Sheffield City Council said it would continue to lobby for a city centre station for High Speed 2 (HS2) after the government opted to go for a cheaper parkway station at nearby Meadowhall.

The council said that the extra £1bn it would cost to build a city centre station would be more than outweighed by the benefits. Sheffield City Council cabinet member for business, skills and development Leigh Bramall said a city centre station would bring at least £2.5bn in economic benefits.

Bramall said a city centre station also had the backing of the South Yorkshire Passenger Transport Executive along with local rail companies, adding it would only add six minutes onto journey times to the North East. He also said Junction 34 of the M1, which is close to the proposed Meadowhall station, would require upgrades not currently included in HS2’s project costs. Junction 34 is on the elevated approach to Tinsley Viaduct, and upgrades would be complex and costly.”The junction is already at breaking point and would require a significant upgrade,” said Bramall.

HS2 Ltd considered two locations in Sheffield city centre - the existing railway station and the disused station north of the centre at Victoria. Both options were ruled on the cost benefit ratio.

A connection to the existing station would have required long tunnel approach.

Readers' comments (2)

  • It is depressing to see such a lack of understanding and ambition that this proposal is taking. Bearing in mind that its life span, say 150 years, will take it past the time when petrol is unlikely to be economically available and rail may become our only viable transport system we are repeating the sin of our motorway building program and not building big enough. If we dont build 3 tracks in each direction at least buy the land and make the bridges and tunnels big enough for extra capacity to be installed in the future.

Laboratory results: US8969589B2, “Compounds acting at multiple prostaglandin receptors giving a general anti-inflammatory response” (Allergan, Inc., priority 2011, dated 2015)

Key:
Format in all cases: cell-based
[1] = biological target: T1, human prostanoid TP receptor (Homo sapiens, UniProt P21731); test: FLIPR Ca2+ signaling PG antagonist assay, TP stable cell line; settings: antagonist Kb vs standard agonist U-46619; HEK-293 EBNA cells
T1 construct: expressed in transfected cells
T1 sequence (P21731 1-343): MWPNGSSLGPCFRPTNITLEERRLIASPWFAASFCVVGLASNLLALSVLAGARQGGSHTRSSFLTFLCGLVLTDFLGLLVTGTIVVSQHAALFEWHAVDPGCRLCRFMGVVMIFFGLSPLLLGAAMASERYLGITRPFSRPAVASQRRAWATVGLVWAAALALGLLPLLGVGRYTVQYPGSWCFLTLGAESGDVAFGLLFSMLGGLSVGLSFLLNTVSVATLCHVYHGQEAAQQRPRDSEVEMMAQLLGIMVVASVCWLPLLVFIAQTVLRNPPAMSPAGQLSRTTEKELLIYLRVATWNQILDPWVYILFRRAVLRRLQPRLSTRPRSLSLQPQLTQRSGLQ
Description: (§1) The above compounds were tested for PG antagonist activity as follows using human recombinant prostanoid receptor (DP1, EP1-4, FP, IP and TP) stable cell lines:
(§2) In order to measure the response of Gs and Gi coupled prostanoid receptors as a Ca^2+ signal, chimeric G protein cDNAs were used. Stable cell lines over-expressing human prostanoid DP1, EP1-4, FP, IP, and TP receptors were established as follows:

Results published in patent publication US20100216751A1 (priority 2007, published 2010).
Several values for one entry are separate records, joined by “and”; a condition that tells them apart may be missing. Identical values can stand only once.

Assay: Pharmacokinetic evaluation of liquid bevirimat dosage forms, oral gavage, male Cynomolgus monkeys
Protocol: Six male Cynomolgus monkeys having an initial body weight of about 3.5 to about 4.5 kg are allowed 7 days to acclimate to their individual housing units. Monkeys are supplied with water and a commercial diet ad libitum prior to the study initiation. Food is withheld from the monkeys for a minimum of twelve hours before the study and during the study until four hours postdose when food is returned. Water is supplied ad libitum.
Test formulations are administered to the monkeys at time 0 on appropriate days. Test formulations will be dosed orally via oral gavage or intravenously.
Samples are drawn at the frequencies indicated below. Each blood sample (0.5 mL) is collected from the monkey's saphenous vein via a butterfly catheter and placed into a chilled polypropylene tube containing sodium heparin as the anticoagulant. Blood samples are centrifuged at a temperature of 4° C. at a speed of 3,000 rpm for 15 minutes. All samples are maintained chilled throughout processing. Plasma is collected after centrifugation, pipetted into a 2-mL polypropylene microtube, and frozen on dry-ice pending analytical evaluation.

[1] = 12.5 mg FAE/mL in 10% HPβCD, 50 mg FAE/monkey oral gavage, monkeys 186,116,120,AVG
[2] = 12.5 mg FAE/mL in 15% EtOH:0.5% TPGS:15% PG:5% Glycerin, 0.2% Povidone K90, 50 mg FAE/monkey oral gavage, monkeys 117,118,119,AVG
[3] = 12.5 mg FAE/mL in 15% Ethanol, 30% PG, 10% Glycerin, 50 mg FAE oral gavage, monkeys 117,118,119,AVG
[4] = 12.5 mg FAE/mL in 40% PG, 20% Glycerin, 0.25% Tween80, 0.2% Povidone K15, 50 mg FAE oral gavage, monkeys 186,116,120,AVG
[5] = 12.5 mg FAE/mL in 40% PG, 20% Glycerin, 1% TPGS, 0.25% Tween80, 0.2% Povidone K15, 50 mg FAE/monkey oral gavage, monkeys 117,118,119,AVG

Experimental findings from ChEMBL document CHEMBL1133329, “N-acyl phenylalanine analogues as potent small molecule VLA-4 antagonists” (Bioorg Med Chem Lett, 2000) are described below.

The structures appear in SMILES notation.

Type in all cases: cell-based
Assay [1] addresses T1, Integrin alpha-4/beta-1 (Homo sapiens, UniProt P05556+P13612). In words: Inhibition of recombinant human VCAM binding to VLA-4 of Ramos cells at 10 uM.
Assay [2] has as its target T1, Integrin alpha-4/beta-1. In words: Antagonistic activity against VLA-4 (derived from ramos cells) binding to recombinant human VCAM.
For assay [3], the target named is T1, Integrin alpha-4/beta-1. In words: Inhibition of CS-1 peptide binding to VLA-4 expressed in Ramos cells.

Stephen Trowbridge M

    Unsuitable or offensive? Report this comment

  • I totally agree with Stephen on this matter, one billion pounds for a city centre station now, is nothing, compared with the life of the line. The railway line once built will generate benefits for in excess of this paltry sum. As for capacity again, Stephen is correct, success builds on success. Our Victorian great great grandfathers could see this and we reap the benefits today with our existing railways some 175 years later. We have to do the same, think of the future not in 10 or 20 years time but with an extra 0 on the end, 100 or 200 years time. Then we stand a chance of being called Great Britain again !

    Unsuitable or offensive? Report this comment

Have your say

You must sign in to make a comment

Please remember that the submission of any material is governed by our Terms and Conditions and by submitting material you confirm your agreement to these Terms and Conditions. Please note comments made online may also be published in the print edition of New Civil Engineer. Links may be included in your comments but HTML is not permitted.